A Shogunate Elder connives to rule Japan by making his puppet, the Shogun's brother Tsunashige, the next Shogun. The best strategist in Japan, Yamaga, leads a plot to stop the Elder, but ... See full summary »
Hanpei is an orphan mistreated by other vassals of the manor. He loves flowers and is named the castle gardener. One day in the forest he meets a samurai who teaches him his technique. To ... See full summary »
Loyal samurai Samanosuke is attacked, mutilated, and left for dead while carrying out a mission for his clan. He recovers but has lost an eye and an arm. Taking a new identity as Tange ... See full summary »
Feudal Japan, 1543 to 1562. Kansuke Yamamoto is a samurai who dreams of a country united, peaceful from sea to sea. He enters the service of Takeda, the lord of Kai domain. He convinces ... See full summary »
The closing chapter in Eiichi Kudo's Samurai Revolution trilogy is a reworking of the same story as the previous two, Thirteen Assassins and The Great Duel. It's almost identical so if you're familiar with the other two you'll be able to guess every plot point in advance. I guess that puts Kudo in the good company of Howard Hawks as a director who has done the same movie three times.
The novelty factor might have worn out by now, but Eleven Samurai is still a good example of the formal mid 60's chambara with a political vein running through it. The Abe clan is about to be abolished unjustly due to the rash actions of a nearby daimyo, who just so happens to be the former Shogun's son. A plot is devised by the Abe clan to assassinate him as he returns from Edo but things become complicated when a devious minister gets involved. The titular eleven samurai are trusted with carrying out the assassination and the protagonist leading them will be familiar to chambara enthusiasts as Kiba Okaminosuke from Hideo Gosha's Samurai Wolf. Sadly Kudo keeps things very black and white on the morality level by making the daimyo a spoiled, arrogant, petulant jerk-off so you have the good guys avenging their clan on one side and the villain on the other. The corrupt machinations of politics are personified (and condemned) in the form of the minister who instead of punishing the Shogun's son decides to abolish the Abe clan to avoid a scandal. Not really hard to sympathize with them. What makes up for the predictable plot and poorly developed drama is the final battle; there's very good DP work, rain and mud adding to the feeling and some decent swordsmanship going on so the film ends on a high note. If you've seen any of the previous two in Kudo's trilogy you should know exactly what to expect. Nothing ground-breaking for sure, but a solid, entertaining hour and a half to be had for chambara afficionados.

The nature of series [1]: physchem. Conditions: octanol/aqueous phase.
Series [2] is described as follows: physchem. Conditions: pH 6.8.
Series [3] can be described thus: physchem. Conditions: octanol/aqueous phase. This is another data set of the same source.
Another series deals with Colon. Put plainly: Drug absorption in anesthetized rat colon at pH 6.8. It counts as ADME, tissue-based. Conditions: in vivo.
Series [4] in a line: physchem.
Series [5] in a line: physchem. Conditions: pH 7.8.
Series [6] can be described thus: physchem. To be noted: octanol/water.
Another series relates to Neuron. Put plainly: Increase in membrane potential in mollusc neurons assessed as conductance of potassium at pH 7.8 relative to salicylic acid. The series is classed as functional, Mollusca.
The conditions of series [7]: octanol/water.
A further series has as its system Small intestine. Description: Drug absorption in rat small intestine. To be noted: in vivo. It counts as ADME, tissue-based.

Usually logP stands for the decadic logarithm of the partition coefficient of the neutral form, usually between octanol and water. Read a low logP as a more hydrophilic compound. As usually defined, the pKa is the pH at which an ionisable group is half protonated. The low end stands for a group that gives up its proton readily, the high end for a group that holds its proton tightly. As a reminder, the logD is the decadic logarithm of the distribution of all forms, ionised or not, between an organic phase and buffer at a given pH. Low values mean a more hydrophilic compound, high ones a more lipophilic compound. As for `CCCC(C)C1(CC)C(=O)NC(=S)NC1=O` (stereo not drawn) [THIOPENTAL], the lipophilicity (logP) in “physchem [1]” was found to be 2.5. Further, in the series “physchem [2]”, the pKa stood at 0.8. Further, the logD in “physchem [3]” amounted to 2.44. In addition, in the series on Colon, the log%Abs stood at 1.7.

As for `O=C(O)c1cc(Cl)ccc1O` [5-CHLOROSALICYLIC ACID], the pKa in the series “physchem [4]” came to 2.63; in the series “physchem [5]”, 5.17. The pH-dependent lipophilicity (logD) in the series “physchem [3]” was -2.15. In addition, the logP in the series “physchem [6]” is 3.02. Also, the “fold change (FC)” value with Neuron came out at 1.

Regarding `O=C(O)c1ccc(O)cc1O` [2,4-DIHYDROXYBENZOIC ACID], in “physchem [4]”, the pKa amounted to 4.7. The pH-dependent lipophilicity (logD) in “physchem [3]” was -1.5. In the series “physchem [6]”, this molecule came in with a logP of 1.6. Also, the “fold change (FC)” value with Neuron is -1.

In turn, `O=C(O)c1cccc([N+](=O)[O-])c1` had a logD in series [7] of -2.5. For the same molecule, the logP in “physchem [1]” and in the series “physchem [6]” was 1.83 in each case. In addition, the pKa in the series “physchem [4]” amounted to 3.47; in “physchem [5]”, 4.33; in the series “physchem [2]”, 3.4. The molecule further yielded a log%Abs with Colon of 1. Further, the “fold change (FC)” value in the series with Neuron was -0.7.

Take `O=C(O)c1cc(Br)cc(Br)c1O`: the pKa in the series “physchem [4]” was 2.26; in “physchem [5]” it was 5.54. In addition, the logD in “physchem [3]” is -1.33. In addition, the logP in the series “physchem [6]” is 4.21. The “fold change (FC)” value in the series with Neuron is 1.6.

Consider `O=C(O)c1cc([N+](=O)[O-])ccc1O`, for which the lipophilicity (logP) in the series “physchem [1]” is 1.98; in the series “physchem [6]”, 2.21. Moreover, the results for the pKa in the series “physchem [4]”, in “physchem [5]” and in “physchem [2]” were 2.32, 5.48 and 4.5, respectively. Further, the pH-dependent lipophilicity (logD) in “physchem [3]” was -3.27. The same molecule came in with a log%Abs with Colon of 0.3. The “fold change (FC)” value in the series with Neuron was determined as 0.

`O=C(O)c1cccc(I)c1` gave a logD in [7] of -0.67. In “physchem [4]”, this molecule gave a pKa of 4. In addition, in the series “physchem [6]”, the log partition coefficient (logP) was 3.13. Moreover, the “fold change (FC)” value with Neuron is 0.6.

3 of 4 people found this review helpful.
Was this review helpful to you?
| Report this